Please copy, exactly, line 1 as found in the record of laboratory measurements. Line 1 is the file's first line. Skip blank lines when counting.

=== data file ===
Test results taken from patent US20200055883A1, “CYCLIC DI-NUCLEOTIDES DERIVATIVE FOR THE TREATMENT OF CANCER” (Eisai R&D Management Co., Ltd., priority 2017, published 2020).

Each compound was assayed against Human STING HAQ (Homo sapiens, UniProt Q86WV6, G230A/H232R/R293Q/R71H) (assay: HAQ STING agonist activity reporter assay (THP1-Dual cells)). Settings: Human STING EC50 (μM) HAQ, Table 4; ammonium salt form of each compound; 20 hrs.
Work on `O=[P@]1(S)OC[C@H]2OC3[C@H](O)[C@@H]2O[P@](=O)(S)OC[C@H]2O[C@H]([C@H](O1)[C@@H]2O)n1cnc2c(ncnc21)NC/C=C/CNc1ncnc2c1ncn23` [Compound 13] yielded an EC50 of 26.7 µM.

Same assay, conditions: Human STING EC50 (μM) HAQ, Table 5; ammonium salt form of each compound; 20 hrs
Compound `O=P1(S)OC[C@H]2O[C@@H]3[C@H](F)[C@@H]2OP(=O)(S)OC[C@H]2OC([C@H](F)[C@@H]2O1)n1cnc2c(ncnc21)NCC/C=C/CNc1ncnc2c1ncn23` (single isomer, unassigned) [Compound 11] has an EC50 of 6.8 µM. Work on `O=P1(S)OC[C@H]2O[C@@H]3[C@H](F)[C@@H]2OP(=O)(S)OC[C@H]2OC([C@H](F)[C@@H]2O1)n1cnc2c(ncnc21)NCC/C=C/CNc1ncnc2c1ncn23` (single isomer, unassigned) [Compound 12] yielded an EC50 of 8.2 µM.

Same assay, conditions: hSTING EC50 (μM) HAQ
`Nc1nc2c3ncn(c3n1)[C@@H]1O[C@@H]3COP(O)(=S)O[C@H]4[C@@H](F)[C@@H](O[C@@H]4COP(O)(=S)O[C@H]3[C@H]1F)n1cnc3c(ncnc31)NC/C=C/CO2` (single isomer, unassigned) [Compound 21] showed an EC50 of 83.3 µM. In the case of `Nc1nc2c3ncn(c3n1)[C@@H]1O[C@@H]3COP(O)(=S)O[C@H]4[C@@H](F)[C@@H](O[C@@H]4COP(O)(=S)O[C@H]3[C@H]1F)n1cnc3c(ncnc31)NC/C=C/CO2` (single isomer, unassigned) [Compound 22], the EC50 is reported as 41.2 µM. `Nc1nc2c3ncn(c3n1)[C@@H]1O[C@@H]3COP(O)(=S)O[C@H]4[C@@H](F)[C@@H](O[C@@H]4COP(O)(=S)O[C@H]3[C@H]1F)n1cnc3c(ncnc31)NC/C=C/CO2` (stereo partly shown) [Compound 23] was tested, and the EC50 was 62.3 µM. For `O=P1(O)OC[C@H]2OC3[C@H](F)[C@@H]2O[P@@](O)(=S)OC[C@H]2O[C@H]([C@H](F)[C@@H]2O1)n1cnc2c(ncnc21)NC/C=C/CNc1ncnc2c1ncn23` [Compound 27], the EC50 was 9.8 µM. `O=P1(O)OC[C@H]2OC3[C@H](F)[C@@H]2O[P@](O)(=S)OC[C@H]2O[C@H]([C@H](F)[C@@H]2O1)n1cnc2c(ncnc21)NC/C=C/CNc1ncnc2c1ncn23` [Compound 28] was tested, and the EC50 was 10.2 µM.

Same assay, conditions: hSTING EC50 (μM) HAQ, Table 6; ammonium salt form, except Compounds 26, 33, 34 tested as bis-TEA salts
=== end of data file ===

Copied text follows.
Test results taken from patent US20200055883A1, “CYCLIC DI-NUCLEOTIDES DERIVATIVE FOR THE TREATMENT OF CANCER” (Eisai R&D Management Co., Ltd., priority 2017, published 2020).